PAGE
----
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Updated on Sep 1, 2020. Posted on Jul 24, 2015

Here Are Some Graphic Pictures Of What Can Happen When You Drink Outside

Warning: This will ruin your summer.

Well, this just looks damn delicious, doesn't it?

Too bad no one ever told you that lime juice + skin + sun = a fucking nightmare.

It's called phytophotodermatitis, and it happens when your skin is exposed to both lime juice and UV rays.

Check out the poor hands of BuzzFeed's Farrah Penn, who thought she'd do a nice thing like make margaritas and spend some time outside.

Courtesy of Farrah Penn

I sadly did the exact same thing last summer. This is why we can't have nice things.

Phytophotodermatitis is a reaction that happens when oil or dander from certain plants gets on your skin and then that's exposed to UV light, which results in a chemical burn.

David Goehring / CC / Flickr: carbonnyc / Via Modified by BuzzFeed Life

Also sometimes called "margarita dermatitis" or "lime disease" or "that disgusting thing that happened after last year's BBQ."

And it can happen to everyone — regardless of your skin type or color. "Anyone who gets a relative amount of oil or liquid from the plant on their skin and then gets an adequate amount of UV light will get the reaction," Dr. Dawn Davis, board-certified dermatologist with the Mayo Clinic, tells BuzzFeed Life.

Most people mistake it for poison ivy, poison oak, or just a really weird sunburn. But tell a dermatologist you were drinking or cooking outside and they'll know exactly what it is. My own derm took one look at my scorched hands and asked, "Ah, Corona?" "Um, fresh margaritas actually, CAN I LIVE?!"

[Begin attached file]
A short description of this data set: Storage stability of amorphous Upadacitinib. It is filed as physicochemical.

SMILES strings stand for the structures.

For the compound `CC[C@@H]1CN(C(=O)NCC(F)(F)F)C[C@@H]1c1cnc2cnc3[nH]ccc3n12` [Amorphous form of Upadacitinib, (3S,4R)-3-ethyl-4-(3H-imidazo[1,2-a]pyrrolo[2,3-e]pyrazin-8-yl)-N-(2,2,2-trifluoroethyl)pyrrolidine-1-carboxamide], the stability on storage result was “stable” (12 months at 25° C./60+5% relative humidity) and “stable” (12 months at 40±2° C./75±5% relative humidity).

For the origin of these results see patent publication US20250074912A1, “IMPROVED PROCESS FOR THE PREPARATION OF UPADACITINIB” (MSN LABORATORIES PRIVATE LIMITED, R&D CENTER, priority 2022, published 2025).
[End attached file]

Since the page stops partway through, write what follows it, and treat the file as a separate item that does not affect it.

But limes aren't the only culprit — the oils are also found in other citrus fruits, celery, wild parsnip, wild dill, wild parsley, and some wildflowers.

The best way to avoid it is to know that it exists and wash off thoroughly whenever you're exposed to this stuff.

So what if you accidentally slip up and notice THIS?

Courtesy of Farrah Penn

If you notice a mild reaction (some redness, burning, or swelling), Davis suggests applying a 1% hydrocortisone cream two or three times a day. If it's more severe (deeper red, very swollen, lots of blistering or skin eroding), see your doctor ASAP to get a prescription-strength cream. Keep in mind that some reactions may start mild and get worse, so if the hydrocortisone cream isn't helping, go to your doctor.

OK...you fucked up and it's bad. What can you expect?

SO, if your summer plans involve margaritas, Coronas with lime, citrus fruits, or any off-trail hiking, WASH UP IMMEDIATELY.

Courtesy of Kate Dreyfuss

Or else.

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